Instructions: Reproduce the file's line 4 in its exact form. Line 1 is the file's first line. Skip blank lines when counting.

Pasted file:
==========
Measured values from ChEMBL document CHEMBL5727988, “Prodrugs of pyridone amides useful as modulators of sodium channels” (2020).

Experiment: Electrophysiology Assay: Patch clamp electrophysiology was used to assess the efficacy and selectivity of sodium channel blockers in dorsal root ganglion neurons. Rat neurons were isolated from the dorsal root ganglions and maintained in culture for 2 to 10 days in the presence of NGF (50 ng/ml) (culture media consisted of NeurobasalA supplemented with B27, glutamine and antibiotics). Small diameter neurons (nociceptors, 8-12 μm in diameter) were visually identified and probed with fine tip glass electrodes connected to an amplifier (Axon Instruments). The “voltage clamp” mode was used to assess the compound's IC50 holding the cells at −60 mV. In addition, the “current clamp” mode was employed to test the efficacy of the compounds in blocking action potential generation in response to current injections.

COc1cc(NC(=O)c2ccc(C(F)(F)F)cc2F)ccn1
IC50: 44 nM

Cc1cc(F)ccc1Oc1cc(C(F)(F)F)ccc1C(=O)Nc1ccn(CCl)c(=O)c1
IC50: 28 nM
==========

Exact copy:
IC50: 44 nM